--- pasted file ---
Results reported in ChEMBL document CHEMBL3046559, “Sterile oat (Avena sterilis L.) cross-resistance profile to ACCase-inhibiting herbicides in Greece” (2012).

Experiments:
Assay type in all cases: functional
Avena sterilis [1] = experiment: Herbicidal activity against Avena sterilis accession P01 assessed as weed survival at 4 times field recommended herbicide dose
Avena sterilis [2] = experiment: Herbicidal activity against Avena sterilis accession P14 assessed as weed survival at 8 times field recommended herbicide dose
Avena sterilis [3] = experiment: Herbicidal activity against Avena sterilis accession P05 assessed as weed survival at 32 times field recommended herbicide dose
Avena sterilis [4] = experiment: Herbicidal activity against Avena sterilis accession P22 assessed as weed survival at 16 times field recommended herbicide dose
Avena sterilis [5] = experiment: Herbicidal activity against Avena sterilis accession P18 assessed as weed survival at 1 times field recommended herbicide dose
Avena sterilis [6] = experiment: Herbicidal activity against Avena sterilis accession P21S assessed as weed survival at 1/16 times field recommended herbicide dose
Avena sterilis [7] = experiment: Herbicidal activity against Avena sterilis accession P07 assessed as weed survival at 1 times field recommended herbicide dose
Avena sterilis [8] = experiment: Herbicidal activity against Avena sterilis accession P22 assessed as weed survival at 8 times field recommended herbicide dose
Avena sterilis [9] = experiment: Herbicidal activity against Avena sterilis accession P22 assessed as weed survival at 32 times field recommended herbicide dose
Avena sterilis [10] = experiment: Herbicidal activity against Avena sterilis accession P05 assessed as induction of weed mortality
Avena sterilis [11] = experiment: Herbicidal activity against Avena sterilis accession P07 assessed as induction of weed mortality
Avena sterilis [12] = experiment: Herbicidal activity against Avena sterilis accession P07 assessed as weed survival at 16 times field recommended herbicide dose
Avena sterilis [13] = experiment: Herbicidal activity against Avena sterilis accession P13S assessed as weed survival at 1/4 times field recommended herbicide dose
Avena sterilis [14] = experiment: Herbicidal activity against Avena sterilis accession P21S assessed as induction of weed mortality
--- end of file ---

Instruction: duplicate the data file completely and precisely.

Results reported in ChEMBL document CHEMBL3046559, “Sterile oat (Avena sterilis L.) cross-resistance profile to ACCase-inhibiting herbicides in Greece” (2012).

Experiments:
Assay type in all cases: functional
Avena sterilis [1] = experiment: Herbicidal activity against Avena sterilis accession P01 assessed as weed survival at 4 times field recommended herbicide dose
Avena sterilis [2] = experiment: Herbicidal activity against Avena sterilis accession P14 assessed as weed survival at 8 times field recommended herbicide dose
Avena sterilis [3] = experiment: Herbicidal activity against Avena sterilis accession P05 assessed as weed survival at 32 times field recommended herbicide dose
Avena sterilis [4] = experiment: Herbicidal activity against Avena sterilis accession P22 assessed as weed survival at 16 times field recommended herbicide dose
Avena sterilis [5] = experiment: Herbicidal activity against Avena sterilis accession P18 assessed as weed survival at 1 times field recommended herbicide dose
Avena sterilis [6] = experiment: Herbicidal activity against Avena sterilis accession P21S assessed as weed survival at 1/16 times field recommended herbicide dose
Avena sterilis [7] = experiment: Herbicidal activity against Avena sterilis accession P07 assessed as weed survival at 1 times field recommended herbicide dose
Avena sterilis [8] = experiment: Herbicidal activity against Avena sterilis accession P22 assessed as weed survival at 8 times field recommended herbicide dose
Avena sterilis [9] = experiment: Herbicidal activity against Avena sterilis accession P22 assessed as weed survival at 32 times field recommended herbicide dose
Avena sterilis [10] = experiment: Herbicidal activity against Avena sterilis accession P05 assessed as induction of weed mortality
Avena sterilis [11] = experiment: Herbicidal activity against Avena sterilis accession P07 assessed as induction of weed mortality
Avena sterilis [12] = experiment: Herbicidal activity against Avena sterilis accession P07 assessed as weed survival at 16 times field recommended herbicide dose
Avena sterilis [13] = experiment: Herbicidal activity against Avena sterilis accession P13S assessed as weed survival at 1/4 times field recommended herbicide dose
Avena sterilis [14] = experiment: Herbicidal activity against Avena sterilis accession P21S assessed as induction of weed mortality